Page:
Mudwoman is not who you think she is. She calls herself M.R. Neukirchen, because that sounds more professional, more scholarly, fitting for the President of Cornell University; in fact, the first woman president of Cornell University. But as you get to know Mudwoman, you realize there is something not quite right, something frenetic. It could have something to do with the fact that her mother threw her into the mudflats at a local dumping ground, that she fell face down in the mud which was like quicksand and couldn't get up, that but for the kindness of a trapper who was led to her by the King of the Crows, she would be dead. Her sister wasn't so lucky - her mother locked her in a freezer at the dump - her body wasn't discovered until months later. Put into a foster home, her foster family didn't have their act very well together either. When Mudwoman hacks off the head of a fellow university professor, and then proceeds to saw him into little pieces, is this really happening, or is this just a bad dream? Okay, I'll admit that sometimes reading this book was like walking through mud, that at times I felt mired in mud. But there are parts of the book that were so beautiful to me. I mean, really, how well could anyone expect to be whose mother tried to drown her in mud. But M.R. Neukirchen is the first woman president at Cornell University. A true testament to Mudwoman's ability to overcome.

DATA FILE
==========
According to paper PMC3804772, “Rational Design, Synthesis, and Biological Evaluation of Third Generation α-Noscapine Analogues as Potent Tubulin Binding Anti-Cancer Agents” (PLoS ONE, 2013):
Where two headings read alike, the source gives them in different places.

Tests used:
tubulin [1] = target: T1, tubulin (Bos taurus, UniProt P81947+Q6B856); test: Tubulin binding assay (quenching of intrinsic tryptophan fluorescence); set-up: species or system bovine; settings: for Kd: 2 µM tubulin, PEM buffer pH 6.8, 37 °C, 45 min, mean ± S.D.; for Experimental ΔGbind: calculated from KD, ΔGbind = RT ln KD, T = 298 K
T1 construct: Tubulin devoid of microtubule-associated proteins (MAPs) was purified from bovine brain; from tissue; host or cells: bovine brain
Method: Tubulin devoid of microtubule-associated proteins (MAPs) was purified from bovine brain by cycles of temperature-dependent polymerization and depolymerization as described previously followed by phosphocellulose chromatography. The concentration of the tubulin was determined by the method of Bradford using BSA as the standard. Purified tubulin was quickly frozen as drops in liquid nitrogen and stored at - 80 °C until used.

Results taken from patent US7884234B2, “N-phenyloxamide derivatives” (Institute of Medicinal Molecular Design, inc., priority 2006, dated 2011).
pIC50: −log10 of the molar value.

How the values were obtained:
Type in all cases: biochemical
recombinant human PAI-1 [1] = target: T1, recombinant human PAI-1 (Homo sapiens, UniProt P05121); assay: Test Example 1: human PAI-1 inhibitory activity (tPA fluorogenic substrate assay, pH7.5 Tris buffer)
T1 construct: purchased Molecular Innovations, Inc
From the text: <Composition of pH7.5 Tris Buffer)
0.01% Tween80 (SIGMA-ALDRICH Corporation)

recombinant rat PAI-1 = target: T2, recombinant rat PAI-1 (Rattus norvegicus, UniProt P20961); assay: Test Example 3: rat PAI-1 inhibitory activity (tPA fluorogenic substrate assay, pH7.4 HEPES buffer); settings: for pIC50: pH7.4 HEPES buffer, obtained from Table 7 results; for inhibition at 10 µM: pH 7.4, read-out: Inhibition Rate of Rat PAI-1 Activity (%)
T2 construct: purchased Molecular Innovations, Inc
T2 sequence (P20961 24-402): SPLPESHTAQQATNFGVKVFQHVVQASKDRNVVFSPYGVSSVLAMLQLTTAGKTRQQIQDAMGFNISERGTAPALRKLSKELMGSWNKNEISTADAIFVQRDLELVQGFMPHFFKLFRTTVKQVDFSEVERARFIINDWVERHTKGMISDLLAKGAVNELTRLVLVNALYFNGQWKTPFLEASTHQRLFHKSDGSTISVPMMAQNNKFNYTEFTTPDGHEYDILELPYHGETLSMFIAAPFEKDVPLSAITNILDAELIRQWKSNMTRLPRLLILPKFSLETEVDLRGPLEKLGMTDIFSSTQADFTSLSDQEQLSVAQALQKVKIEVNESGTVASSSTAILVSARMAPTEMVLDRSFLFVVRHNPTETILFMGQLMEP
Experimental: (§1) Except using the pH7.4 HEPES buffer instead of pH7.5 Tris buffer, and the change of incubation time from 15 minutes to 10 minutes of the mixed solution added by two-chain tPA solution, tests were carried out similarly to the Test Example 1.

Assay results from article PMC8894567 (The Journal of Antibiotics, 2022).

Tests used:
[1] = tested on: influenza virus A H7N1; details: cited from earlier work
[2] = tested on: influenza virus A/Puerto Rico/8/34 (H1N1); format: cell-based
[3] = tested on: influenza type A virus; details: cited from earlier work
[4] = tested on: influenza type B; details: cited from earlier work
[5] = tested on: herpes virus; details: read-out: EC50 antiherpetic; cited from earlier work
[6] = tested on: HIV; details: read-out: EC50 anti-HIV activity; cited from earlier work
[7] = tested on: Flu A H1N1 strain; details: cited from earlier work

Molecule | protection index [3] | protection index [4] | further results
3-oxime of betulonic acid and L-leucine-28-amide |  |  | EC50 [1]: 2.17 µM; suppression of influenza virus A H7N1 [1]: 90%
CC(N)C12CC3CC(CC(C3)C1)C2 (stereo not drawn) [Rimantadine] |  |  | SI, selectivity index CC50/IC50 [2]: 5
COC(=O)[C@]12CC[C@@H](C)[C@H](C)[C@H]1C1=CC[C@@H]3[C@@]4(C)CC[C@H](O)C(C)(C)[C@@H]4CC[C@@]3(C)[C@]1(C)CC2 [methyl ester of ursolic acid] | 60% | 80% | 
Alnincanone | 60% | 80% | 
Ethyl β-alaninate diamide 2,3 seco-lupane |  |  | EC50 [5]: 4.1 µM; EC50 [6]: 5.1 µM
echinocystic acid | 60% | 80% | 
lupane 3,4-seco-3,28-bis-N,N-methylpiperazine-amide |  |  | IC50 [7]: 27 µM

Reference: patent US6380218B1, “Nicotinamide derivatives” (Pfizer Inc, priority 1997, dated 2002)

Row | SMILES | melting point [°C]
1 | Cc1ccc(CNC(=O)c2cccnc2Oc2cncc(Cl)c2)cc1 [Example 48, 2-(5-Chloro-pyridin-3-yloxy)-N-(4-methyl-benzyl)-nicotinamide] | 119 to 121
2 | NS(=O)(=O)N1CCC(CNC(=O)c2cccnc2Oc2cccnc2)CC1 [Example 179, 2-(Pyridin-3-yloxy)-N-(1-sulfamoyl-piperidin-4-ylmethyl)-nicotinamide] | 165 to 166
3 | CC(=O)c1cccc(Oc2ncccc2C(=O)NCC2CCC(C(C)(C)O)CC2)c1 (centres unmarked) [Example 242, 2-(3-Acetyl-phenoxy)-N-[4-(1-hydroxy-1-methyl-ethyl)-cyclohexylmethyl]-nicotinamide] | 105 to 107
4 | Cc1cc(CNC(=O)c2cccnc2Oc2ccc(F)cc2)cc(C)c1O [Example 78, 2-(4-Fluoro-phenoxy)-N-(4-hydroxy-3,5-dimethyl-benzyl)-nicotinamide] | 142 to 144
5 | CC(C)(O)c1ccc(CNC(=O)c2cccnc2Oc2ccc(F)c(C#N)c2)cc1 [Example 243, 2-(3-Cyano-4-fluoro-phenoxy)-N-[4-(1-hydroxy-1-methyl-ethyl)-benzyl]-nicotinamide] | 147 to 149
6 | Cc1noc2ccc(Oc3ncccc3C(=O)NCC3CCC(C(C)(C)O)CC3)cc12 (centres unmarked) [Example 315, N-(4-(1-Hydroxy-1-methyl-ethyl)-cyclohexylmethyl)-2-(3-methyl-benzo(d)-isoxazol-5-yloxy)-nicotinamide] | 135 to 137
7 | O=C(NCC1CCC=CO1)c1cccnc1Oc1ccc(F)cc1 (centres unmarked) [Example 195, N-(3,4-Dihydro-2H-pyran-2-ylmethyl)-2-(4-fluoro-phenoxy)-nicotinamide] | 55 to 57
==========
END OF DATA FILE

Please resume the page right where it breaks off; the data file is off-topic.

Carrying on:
Mary @ Bay View